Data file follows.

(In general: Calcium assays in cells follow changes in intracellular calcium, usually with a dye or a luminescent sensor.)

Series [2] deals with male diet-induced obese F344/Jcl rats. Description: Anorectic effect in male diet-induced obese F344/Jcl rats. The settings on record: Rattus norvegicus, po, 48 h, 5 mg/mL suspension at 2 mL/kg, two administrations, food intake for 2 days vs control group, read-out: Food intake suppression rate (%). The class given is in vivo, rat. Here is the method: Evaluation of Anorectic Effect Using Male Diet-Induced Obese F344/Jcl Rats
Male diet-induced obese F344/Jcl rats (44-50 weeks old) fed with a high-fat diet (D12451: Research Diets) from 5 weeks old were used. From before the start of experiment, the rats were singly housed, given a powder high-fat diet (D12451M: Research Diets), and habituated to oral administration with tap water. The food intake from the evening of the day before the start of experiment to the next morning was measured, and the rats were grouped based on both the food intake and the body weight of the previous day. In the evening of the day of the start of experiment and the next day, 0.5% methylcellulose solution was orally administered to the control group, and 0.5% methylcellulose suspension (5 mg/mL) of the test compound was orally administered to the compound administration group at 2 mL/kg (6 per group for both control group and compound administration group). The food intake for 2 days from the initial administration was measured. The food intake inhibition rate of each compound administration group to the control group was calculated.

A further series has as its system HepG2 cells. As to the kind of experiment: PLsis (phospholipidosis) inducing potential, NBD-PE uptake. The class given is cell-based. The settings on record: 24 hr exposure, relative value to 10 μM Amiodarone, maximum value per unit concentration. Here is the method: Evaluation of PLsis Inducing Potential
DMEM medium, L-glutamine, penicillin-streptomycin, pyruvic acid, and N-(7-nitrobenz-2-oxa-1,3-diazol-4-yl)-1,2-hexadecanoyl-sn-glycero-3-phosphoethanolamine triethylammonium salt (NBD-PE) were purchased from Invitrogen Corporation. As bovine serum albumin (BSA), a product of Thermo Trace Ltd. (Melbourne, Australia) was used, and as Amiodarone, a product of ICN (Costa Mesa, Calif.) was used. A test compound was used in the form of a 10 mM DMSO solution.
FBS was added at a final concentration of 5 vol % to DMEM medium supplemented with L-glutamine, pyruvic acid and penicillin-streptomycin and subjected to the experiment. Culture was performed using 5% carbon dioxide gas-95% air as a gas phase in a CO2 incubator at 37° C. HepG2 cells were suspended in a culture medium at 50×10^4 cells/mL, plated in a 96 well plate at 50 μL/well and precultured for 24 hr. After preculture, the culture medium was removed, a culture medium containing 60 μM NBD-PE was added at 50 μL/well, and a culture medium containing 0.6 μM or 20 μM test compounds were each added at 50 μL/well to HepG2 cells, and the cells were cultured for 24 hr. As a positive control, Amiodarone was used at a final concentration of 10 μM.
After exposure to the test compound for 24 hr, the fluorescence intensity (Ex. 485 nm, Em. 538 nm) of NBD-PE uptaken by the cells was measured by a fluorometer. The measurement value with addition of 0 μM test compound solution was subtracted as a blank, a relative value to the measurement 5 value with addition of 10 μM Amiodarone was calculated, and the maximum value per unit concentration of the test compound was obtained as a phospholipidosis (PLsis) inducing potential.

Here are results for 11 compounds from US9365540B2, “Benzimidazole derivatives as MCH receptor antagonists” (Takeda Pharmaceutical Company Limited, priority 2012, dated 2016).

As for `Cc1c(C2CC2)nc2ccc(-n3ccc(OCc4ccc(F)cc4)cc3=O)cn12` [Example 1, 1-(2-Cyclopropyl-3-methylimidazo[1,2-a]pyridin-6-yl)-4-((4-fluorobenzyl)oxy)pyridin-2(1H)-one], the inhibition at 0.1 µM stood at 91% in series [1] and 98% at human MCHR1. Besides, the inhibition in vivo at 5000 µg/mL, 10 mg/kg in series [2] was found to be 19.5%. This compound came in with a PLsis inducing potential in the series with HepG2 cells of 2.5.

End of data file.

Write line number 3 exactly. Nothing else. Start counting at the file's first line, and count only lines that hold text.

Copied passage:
Male diet-induced obese F344/Jcl rats (44-50 weeks old) fed with a high-fat diet (D12451: Research Diets) from 5 weeks old were used. From before the start of experiment, the rats were singly housed, given a powder high-fat diet (D12451M: Research Diets), and habituated to oral administration with tap water. The food intake from the evening of the day before the start of experiment to the next morning was measured, and the rats were grouped based on both the food intake and the body weight of the previous day. In the evening of the day of the start of experiment and the next day, 0.5% methylcellulose solution was orally administered to the control group, and 0.5% methylcellulose suspension (5 mg/mL) of the test compound was orally administered to the compound administration group at 2 mL/kg (6 per group for both control group and compound administration group). The food intake for 2 days from the initial administration was measured. The food intake inhibition rate of each compound administration group to the control group was calculated.